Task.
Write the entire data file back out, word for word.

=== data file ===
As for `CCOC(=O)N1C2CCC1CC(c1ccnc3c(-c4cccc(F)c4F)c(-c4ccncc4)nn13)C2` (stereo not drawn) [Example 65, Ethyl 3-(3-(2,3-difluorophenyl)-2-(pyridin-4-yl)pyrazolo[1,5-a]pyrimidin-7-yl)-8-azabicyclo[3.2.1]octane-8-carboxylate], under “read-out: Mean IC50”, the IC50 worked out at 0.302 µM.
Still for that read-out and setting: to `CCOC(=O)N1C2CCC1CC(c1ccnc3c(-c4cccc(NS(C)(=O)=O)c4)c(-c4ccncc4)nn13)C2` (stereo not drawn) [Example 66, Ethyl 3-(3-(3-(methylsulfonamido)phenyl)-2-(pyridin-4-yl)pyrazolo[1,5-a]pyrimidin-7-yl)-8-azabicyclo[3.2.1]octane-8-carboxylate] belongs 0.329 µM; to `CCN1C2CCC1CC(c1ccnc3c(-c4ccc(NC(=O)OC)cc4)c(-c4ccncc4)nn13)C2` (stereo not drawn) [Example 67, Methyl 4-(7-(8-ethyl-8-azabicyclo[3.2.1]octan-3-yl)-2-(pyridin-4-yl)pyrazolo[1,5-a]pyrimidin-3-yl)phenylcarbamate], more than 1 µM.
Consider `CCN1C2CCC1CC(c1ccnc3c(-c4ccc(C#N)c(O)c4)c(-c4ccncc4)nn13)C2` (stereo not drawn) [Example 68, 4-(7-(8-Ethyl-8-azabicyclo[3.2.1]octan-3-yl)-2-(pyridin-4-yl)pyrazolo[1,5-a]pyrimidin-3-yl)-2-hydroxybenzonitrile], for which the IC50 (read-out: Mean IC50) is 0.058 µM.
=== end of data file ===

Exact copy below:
As for `CCOC(=O)N1C2CCC1CC(c1ccnc3c(-c4cccc(F)c4F)c(-c4ccncc4)nn13)C2` (stereo not drawn) [Example 65, Ethyl 3-(3-(2,3-difluorophenyl)-2-(pyridin-4-yl)pyrazolo[1,5-a]pyrimidin-7-yl)-8-azabicyclo[3.2.1]octane-8-carboxylate], under “read-out: Mean IC50”, the IC50 worked out at 0.302 µM.
Still for that read-out and setting: to `CCOC(=O)N1C2CCC1CC(c1ccnc3c(-c4cccc(NS(C)(=O)=O)c4)c(-c4ccncc4)nn13)C2` (stereo not drawn) [Example 66, Ethyl 3-(3-(3-(methylsulfonamido)phenyl)-2-(pyridin-4-yl)pyrazolo[1,5-a]pyrimidin-7-yl)-8-azabicyclo[3.2.1]octane-8-carboxylate] belongs 0.329 µM; to `CCN1C2CCC1CC(c1ccnc3c(-c4ccc(NC(=O)OC)cc4)c(-c4ccncc4)nn13)C2` (stereo not drawn) [Example 67, Methyl 4-(7-(8-ethyl-8-azabicyclo[3.2.1]octan-3-yl)-2-(pyridin-4-yl)pyrazolo[1,5-a]pyrimidin-3-yl)phenylcarbamate], more than 1 µM.
Consider `CCN1C2CCC1CC(c1ccnc3c(-c4ccc(C#N)c(O)c4)c(-c4ccncc4)nn13)C2` (stereo not drawn) [Example 68, 4-(7-(8-Ethyl-8-azabicyclo[3.2.1]octan-3-yl)-2-(pyridin-4-yl)pyrazolo[1,5-a]pyrimidin-3-yl)-2-hydroxybenzonitrile], for which the IC50 (read-out: Mean IC50) is 0.058 µM.